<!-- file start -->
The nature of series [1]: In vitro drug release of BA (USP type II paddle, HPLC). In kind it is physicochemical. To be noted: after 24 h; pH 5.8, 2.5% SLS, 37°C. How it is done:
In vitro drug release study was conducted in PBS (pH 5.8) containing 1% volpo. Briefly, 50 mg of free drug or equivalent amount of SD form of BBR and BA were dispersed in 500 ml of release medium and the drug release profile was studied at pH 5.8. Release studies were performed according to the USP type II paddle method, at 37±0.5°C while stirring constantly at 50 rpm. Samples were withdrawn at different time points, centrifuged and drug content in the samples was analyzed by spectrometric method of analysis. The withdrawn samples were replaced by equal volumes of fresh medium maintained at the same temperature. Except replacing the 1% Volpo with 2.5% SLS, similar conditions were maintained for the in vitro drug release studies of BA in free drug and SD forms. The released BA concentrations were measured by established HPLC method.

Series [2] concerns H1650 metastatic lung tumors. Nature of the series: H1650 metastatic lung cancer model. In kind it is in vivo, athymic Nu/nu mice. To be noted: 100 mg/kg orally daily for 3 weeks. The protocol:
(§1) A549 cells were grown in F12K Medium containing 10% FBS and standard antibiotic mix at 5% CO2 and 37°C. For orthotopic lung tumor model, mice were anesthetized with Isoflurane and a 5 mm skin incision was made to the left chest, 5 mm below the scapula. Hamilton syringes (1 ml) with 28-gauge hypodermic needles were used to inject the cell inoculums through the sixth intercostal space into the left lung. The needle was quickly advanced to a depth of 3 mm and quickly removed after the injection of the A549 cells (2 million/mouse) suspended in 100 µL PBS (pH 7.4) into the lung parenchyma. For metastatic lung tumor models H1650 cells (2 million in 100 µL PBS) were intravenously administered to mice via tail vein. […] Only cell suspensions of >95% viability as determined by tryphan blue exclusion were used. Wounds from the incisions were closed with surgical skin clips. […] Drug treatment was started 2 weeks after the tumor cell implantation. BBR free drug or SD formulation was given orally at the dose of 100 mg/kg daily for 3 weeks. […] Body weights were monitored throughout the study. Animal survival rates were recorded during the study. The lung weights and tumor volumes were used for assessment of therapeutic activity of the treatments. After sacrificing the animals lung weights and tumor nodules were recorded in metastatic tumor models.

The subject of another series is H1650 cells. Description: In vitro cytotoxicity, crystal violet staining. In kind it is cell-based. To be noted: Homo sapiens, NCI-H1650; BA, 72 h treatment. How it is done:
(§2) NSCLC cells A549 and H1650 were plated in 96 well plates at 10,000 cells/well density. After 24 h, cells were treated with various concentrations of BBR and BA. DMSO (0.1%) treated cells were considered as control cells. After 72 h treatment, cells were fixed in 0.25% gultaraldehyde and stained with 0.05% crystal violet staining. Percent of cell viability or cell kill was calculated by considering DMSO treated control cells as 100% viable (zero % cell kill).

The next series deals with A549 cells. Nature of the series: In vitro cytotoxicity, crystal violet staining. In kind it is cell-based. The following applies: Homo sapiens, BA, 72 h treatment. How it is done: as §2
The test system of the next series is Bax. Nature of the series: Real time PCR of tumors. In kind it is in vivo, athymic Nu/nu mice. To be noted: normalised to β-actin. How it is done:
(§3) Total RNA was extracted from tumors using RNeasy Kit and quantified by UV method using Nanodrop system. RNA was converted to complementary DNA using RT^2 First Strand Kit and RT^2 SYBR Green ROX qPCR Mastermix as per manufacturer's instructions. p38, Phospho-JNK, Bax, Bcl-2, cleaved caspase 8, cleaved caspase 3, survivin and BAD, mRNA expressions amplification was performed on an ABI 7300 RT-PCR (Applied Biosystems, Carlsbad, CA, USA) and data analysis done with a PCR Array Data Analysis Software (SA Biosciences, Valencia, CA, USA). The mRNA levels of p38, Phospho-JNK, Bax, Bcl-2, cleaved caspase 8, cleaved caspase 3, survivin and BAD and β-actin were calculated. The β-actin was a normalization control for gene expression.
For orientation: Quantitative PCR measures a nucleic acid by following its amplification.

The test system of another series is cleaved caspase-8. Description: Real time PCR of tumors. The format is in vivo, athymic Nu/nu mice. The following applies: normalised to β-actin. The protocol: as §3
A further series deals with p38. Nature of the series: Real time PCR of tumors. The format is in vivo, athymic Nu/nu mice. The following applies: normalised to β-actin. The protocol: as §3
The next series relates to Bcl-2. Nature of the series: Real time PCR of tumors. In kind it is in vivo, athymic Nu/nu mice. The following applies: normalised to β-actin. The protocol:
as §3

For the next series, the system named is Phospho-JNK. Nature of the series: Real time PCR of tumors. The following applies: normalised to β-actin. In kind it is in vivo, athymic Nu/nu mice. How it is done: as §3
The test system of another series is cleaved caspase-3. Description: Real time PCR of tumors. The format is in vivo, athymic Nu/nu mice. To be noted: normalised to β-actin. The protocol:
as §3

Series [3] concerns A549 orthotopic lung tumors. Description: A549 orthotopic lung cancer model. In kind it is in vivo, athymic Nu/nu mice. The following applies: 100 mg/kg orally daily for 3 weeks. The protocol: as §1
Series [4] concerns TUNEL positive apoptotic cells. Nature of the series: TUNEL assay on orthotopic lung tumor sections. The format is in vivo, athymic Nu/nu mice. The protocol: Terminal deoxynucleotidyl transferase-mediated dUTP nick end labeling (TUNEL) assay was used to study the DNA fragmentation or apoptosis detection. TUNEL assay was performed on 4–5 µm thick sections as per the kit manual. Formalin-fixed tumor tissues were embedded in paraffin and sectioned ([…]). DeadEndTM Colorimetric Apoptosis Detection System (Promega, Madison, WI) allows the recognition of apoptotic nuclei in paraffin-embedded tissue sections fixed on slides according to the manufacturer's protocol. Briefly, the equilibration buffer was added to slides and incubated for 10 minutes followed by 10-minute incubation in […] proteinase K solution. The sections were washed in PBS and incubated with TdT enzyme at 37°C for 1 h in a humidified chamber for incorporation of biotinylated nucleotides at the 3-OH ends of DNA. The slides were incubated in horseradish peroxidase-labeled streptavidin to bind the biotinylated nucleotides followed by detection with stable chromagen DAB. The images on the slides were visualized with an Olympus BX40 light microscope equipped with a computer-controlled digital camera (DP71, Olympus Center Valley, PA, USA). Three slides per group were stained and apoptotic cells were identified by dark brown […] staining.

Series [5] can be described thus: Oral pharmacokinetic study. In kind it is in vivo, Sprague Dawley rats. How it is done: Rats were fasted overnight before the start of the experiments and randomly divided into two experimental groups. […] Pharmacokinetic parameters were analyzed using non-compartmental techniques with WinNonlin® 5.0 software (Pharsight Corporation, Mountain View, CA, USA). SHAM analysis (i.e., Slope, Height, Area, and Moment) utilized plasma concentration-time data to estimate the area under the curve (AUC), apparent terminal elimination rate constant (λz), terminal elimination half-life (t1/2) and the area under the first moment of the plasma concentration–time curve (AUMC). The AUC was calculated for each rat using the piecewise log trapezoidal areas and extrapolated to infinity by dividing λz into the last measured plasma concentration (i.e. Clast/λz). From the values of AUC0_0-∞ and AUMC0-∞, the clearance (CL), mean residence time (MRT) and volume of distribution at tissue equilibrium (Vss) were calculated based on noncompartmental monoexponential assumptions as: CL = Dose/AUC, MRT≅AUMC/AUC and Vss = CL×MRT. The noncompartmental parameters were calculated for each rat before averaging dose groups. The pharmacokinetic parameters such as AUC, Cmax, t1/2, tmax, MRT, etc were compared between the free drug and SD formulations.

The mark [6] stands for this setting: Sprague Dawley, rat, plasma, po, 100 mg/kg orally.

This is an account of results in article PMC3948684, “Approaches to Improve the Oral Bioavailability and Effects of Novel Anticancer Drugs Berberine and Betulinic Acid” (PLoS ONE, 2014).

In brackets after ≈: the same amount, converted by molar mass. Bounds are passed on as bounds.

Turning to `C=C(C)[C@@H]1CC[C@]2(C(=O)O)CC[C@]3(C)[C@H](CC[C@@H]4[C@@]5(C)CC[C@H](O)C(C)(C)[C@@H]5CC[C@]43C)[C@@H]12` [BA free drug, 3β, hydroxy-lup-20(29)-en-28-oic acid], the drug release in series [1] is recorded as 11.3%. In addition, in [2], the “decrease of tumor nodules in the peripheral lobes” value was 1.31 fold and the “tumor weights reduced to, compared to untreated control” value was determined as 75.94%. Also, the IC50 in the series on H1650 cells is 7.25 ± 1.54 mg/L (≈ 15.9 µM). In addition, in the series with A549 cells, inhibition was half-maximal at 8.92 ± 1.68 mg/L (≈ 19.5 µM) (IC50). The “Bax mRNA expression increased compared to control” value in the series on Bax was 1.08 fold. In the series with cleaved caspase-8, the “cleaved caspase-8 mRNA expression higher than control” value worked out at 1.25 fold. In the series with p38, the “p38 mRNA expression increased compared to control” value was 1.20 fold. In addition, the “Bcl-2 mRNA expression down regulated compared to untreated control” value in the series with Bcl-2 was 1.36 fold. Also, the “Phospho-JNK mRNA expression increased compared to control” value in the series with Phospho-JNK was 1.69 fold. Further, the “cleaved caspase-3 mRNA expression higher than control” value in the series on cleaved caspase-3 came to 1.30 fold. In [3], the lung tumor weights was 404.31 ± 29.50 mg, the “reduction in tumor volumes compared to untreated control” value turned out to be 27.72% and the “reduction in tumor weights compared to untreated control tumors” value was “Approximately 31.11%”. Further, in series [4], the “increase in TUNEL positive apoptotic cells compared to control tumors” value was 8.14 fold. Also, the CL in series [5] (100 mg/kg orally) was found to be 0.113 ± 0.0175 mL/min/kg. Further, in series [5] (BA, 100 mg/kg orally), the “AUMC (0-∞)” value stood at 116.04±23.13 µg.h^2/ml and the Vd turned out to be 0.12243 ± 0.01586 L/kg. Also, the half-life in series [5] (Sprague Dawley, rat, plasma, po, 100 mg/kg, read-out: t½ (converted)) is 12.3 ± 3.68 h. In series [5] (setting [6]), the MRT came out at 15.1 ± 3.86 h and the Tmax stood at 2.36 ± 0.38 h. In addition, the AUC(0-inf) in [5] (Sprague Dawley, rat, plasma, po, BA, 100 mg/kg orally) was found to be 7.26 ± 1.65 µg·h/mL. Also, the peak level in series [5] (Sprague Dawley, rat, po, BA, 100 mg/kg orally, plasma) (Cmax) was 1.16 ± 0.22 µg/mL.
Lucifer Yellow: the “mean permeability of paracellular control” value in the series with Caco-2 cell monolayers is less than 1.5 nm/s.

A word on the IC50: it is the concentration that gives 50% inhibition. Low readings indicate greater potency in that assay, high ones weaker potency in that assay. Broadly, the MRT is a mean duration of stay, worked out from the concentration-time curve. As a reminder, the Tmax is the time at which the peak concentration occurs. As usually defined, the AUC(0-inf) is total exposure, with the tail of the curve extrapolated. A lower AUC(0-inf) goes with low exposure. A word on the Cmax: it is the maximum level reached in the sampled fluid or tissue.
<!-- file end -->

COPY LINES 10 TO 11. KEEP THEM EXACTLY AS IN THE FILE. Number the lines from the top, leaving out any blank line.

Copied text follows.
For orientation: Quantitative PCR measures a nucleic acid by following its amplification.

The test system of another series is cleaved caspase-8. Description: Real time PCR of tumors. The format is in vivo, athymic Nu/nu mice. The following applies: normalised to β-actin. The protocol: as §3